Southwest Airlines Co. reported a surprisingly large loss in the first quarter due to weak traffic in the recession, and the company said it was freezing hiring and offering buyouts to employees to trim its work force.
Southwest also said it expects a key revenue measurement to fall again in the second quarter.
Shares of the discount carrier were battered in late-morning trading, pushed down 86 cents, or 11.3 percent, to $6.78.
Southwest said it lost $91 million in the first quarter, or 12 cents per share, including $71 million due to the falling value of its fuel hedges.
Without the fuel-hedges item the airline would have lost $20 million, or 3 cents per share, on $2.36 billion in revenue. A year ago, the company earned $43 million, or 6 cents per share, excluding special items.
Analysts, who usually exclude items from their forecasts, had expected Southwest to lose a penny per share on revenue of $2.4 billion in the first quarter, according to a survey by Thomson Reuters.
Over the first three months of the year, Southwest's traffic fell 4 percent, a smaller decline than at most other U.S. airlines. And traffic seemed to stabilize in March, when it declined only 0.4 percent from March 2008.
But the more-lucrative business travel remained weak, contributing to the loss at Dallas-based Southwest, which went 17 years without a losing quarter until last fall but now has posted three straight losing periods.
"Our first quarter 2009 financial results are disappointing but not surprising given the current economic environment," Chief Executive Gary C. Kelly said in a statement. "We face the toughest revenue environment in our history."
Kelly said the rapid weakening in traffic during the first quarter showed that Southwest is "not immune to the challenges the worldwide recession is having on air travel."
Revenue per available seat, a key measure of earning power in the airline industry, fell 2.9 percent. Even with Easter falling in the second quarter this year, the company said that based on booking trends it still expects another decline in so-called unit revenue for the second quarter.
To adjust, the company is planning to cut capital spending through 2010 by $1.4 billion by delaying aircraft deliveries, retiring some planes sooner than scheduled and suspending plans to increase capacity.
Southwest told employees Thursday it would offer voluntary buyouts to reduce its work force. The company didn't say how many jobs it wants to eliminate, and it didn't detail the offers but said they applied to nearly all employees, who have until June 19 to accept.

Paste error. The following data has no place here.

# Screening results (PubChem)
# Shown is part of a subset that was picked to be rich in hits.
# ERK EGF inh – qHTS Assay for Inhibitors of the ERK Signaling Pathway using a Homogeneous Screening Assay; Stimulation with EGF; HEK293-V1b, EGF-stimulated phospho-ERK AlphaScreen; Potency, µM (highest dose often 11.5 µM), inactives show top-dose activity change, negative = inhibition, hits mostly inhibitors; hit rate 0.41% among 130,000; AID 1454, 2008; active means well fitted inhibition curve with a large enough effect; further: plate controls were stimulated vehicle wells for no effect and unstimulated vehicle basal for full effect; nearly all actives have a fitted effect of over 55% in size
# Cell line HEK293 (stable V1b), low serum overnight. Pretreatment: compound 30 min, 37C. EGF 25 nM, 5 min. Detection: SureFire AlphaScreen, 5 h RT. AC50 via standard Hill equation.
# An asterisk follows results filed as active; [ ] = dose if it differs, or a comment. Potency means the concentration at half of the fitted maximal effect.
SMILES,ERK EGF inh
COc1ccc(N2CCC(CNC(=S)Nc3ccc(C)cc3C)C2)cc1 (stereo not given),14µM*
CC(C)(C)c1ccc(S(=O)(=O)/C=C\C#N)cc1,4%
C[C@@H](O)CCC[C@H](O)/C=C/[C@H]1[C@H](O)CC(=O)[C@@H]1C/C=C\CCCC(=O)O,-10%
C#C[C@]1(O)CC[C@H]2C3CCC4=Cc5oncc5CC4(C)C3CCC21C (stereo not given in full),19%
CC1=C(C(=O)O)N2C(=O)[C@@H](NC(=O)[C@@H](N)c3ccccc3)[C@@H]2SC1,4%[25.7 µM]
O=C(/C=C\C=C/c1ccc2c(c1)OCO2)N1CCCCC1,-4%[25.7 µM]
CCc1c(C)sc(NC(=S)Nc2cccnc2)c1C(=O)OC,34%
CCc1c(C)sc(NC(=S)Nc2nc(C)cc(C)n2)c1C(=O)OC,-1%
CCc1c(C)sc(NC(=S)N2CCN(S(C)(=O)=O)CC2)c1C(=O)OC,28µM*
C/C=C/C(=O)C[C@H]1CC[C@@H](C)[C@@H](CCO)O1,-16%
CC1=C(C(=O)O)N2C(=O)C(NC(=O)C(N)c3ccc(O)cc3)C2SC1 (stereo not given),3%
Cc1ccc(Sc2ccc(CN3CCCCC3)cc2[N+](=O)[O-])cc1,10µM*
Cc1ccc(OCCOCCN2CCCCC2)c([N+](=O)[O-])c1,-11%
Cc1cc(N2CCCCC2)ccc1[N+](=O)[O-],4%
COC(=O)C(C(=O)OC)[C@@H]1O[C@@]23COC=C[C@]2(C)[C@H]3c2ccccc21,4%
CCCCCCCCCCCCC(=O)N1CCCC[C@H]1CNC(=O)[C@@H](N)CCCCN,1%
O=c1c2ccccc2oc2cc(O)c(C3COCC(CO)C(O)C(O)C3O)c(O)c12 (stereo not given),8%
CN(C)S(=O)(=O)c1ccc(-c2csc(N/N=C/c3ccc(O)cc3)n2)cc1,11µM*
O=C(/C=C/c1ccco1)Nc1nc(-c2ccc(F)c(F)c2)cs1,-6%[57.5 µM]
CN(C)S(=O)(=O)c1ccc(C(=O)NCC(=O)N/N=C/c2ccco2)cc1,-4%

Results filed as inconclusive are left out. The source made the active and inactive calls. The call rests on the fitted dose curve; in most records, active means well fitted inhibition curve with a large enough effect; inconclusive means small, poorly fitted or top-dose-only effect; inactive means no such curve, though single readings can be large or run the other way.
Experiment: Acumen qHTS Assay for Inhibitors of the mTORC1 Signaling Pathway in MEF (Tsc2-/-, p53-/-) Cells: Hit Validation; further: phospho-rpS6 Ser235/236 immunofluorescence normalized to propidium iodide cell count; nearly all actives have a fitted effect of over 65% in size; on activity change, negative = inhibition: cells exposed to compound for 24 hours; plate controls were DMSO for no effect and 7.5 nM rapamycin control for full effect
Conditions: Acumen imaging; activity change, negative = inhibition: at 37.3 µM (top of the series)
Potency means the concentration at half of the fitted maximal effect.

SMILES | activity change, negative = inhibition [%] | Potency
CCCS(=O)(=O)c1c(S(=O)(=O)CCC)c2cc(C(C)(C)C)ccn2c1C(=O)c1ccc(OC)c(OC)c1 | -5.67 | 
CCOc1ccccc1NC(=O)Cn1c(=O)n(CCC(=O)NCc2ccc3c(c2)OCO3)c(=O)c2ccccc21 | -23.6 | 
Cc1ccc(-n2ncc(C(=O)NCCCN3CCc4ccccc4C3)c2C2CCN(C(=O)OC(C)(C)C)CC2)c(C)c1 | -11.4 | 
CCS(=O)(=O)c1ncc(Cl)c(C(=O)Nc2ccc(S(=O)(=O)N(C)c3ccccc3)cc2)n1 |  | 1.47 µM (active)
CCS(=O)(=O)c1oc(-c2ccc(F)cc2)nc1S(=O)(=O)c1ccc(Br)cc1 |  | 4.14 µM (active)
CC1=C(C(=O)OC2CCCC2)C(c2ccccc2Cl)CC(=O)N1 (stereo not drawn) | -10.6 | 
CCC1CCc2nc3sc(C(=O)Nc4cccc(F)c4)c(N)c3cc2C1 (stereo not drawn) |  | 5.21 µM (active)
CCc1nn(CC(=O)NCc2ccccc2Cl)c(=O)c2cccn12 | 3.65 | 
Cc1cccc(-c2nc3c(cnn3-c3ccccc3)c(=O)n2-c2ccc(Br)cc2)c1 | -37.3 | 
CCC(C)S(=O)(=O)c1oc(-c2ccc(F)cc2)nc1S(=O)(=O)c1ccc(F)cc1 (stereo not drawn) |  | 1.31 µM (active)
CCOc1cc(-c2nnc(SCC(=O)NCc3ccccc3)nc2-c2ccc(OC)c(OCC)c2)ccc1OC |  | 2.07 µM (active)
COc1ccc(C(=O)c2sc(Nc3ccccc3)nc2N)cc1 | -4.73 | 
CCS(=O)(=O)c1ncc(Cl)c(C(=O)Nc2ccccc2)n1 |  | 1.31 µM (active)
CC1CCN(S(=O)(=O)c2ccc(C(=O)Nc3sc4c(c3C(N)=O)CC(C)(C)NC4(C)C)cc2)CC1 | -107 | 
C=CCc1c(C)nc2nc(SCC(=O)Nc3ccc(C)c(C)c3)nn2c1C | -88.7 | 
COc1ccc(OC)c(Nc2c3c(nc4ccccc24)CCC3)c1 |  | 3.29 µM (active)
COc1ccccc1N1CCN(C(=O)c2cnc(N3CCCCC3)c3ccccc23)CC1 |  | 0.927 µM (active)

The airline said it also froze hiring and froze pay for top officers and senior management.
Kelly said the airline was going ahead with already announced expansion plans, which include new service at New York's LaGuardia Airport and Boston's Logan Airport later this year.
Lower oil prices reduced Southwest's fuel bill by 16.2 percent. But the company's once-prized fuel hedges, which protected Southwest when oil prices were rising, again turned negative.
The company paid $65 million to settle derivative contracts tied to energy in the first quarter. Southwest, however, is worried that oil prices will rise again -- they have climbed about 30 percent since mid-February but are barely one-third of their July 2008 high -- so it started to rebuild hedges for this year and 2010.
For the second quarter, Southwest has contracts that would cap about 50 percent of its fuel needs at the equivalent of $66 a barrel for crude oil -- still above current prices of around $50 a barrel. The company hedged 40 percent of its fuel needs for the rest of this year and 30 percent for next year at even higher caps.
Southwest said the new hedges don't add new cash-collateral requirements.
Kevin Crissey, an analyst for UBS, called Southwest's second-quarter outlook weak and suggested that Southwest's disappointing revenue was a bad sign for other airlines.
The International Air Transport Association, a trade group for airlines, served up another caution for other carriers. It reported that global travel on premium tickets -- the kind favored by business travelers -- plunged 21.1 percent in February after a 16.7 percent drop in January, more than double the decline in economy tickets.
Southwest doesn't have first-class cabins on its planes.
Southwest's results came a day after American Airlines parent AMR Corp. reported a $375 million loss for the first quarter. However, AMR's loss was smaller than analysts expected and its shares rallied for a second day, up 16 cents or 3.2 percent, at $5.17.